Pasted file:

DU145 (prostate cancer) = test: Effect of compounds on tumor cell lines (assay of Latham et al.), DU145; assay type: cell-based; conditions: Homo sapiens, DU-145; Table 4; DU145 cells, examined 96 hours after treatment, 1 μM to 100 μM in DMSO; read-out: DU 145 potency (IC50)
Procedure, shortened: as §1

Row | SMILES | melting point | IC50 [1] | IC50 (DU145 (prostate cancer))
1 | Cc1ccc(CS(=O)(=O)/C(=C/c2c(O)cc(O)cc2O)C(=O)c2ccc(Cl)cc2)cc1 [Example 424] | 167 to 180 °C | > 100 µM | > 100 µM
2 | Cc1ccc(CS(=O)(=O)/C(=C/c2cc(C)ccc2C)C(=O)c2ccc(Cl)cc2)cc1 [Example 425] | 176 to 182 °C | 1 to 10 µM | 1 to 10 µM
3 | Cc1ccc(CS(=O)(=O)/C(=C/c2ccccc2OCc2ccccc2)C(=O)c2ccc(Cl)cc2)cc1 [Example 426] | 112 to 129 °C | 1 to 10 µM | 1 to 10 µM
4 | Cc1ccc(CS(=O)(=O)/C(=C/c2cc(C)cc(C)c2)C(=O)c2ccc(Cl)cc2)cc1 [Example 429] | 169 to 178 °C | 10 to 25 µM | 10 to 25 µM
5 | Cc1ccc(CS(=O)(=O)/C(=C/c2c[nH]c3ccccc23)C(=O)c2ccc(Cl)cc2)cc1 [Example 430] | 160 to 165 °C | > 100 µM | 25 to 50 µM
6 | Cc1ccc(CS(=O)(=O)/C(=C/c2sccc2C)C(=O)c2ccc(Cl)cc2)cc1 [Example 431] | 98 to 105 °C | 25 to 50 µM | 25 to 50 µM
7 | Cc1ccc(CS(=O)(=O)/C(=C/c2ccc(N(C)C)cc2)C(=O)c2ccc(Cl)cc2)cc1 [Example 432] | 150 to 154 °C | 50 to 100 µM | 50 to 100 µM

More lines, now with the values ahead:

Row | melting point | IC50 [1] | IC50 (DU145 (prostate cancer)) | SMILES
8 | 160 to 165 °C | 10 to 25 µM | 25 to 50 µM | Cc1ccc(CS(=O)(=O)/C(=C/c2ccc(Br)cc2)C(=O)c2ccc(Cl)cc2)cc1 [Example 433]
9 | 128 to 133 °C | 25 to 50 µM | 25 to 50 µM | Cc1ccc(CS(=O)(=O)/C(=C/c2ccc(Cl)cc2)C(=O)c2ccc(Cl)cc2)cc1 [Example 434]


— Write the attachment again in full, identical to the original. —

DU145 (prostate cancer) = test: Effect of compounds on tumor cell lines (assay of Latham et al.), DU145; assay type: cell-based; conditions: Homo sapiens, DU-145; Table 4; DU145 cells, examined 96 hours after treatment, 1 μM to 100 μM in DMSO; read-out: DU 145 potency (IC50)
Procedure, shortened: as §1

Row | SMILES | melting point | IC50 [1] | IC50 (DU145 (prostate cancer))
1 | Cc1ccc(CS(=O)(=O)/C(=C/c2c(O)cc(O)cc2O)C(=O)c2ccc(Cl)cc2)cc1 [Example 424] | 167 to 180 °C | > 100 µM | > 100 µM
2 | Cc1ccc(CS(=O)(=O)/C(=C/c2cc(C)ccc2C)C(=O)c2ccc(Cl)cc2)cc1 [Example 425] | 176 to 182 °C | 1 to 10 µM | 1 to 10 µM
3 | Cc1ccc(CS(=O)(=O)/C(=C/c2ccccc2OCc2ccccc2)C(=O)c2ccc(Cl)cc2)cc1 [Example 426] | 112 to 129 °C | 1 to 10 µM | 1 to 10 µM
4 | Cc1ccc(CS(=O)(=O)/C(=C/c2cc(C)cc(C)c2)C(=O)c2ccc(Cl)cc2)cc1 [Example 429] | 169 to 178 °C | 10 to 25 µM | 10 to 25 µM
5 | Cc1ccc(CS(=O)(=O)/C(=C/c2c[nH]c3ccccc23)C(=O)c2ccc(Cl)cc2)cc1 [Example 430] | 160 to 165 °C | > 100 µM | 25 to 50 µM
6 | Cc1ccc(CS(=O)(=O)/C(=C/c2sccc2C)C(=O)c2ccc(Cl)cc2)cc1 [Example 431] | 98 to 105 °C | 25 to 50 µM | 25 to 50 µM
7 | Cc1ccc(CS(=O)(=O)/C(=C/c2ccc(N(C)C)cc2)C(=O)c2ccc(Cl)cc2)cc1 [Example 432] | 150 to 154 °C | 50 to 100 µM | 50 to 100 µM

More lines, now with the values ahead:

Row | melting point | IC50 [1] | IC50 (DU145 (prostate cancer)) | SMILES
8 | 160 to 165 °C | 10 to 25 µM | 25 to 50 µM | Cc1ccc(CS(=O)(=O)/C(=C/c2ccc(Br)cc2)C(=O)c2ccc(Cl)cc2)cc1 [Example 433]
9 | 128 to 133 °C | 25 to 50 µM | 25 to 50 µM | Cc1ccc(CS(=O)(=O)/C(=C/c2ccc(Cl)cc2)C(=O)c2ccc(Cl)cc2)cc1 [Example 434]